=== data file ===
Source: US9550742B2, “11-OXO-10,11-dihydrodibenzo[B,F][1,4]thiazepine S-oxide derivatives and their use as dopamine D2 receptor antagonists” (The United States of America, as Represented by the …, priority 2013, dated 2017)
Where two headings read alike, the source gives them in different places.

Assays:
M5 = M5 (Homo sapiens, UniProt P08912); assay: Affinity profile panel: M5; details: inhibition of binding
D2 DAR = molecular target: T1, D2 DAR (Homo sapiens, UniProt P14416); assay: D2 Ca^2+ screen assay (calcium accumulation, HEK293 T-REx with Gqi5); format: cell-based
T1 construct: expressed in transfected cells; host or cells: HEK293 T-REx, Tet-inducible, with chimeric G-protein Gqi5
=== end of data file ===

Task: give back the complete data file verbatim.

Source: US9550742B2, “11-OXO-10,11-dihydrodibenzo[B,F][1,4]thiazepine S-oxide derivatives and their use as dopamine D2 receptor antagonists” (The United States of America, as Represented by the …, priority 2013, dated 2017)
Where two headings read alike, the source gives them in different places.

Assays:
M5 = M5 (Homo sapiens, UniProt P08912); assay: Affinity profile panel: M5; details: inhibition of binding
D2 DAR = molecular target: T1, D2 DAR (Homo sapiens, UniProt P14416); assay: D2 Ca^2+ screen assay (calcium accumulation, HEK293 T-REx with Gqi5); format: cell-based
T1 construct: expressed in transfected cells; host or cells: HEK293 T-REx, Tet-inducible, with chimeric G-protein Gqi5